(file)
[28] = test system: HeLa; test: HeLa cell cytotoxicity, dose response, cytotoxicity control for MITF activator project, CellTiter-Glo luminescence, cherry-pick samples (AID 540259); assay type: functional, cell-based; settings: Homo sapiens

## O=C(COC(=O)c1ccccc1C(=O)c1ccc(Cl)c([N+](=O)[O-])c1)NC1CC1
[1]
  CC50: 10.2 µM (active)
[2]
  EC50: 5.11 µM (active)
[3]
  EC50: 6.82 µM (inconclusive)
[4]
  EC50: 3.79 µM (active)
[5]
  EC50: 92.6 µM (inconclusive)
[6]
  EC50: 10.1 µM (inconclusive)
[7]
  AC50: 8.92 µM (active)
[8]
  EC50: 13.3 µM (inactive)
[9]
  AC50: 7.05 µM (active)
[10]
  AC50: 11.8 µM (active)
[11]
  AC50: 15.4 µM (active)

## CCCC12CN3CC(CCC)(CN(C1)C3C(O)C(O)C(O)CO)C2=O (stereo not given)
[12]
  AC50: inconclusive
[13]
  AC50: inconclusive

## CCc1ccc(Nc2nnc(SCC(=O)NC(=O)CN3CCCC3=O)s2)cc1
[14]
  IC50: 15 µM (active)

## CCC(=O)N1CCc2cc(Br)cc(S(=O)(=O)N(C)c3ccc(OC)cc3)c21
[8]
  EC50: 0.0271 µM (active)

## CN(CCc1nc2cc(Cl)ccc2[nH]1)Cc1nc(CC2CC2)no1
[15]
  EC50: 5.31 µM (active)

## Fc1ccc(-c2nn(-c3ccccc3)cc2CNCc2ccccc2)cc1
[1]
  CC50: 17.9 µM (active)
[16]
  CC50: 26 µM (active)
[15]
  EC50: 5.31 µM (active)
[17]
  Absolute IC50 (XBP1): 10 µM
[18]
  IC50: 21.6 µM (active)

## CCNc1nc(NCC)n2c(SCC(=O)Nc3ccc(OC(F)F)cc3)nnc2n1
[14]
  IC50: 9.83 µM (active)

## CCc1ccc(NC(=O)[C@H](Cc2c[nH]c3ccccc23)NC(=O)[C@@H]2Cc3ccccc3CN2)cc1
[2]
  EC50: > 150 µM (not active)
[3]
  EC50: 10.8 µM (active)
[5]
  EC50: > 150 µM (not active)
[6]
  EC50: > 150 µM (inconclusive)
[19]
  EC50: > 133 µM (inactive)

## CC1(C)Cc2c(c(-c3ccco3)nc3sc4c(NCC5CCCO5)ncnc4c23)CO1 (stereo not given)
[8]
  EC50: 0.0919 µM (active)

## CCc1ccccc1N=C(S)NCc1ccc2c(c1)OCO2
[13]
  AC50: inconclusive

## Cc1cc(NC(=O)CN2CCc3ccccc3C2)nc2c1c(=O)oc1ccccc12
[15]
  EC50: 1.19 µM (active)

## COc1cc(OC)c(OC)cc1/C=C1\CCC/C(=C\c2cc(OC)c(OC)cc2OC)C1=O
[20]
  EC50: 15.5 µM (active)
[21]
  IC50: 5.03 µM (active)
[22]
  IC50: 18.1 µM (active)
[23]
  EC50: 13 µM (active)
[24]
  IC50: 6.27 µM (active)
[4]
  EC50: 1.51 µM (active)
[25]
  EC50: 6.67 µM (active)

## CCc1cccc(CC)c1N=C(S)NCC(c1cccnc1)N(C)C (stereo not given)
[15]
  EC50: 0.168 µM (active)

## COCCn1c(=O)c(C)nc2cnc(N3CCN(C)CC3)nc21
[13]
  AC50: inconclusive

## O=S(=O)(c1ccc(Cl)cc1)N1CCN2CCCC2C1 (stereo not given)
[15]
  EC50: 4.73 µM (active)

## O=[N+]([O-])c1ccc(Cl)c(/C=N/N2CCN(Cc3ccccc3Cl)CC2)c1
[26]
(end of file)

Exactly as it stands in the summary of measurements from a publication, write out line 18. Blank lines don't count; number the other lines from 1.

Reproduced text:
  EC50: 13.3 µM (inactive)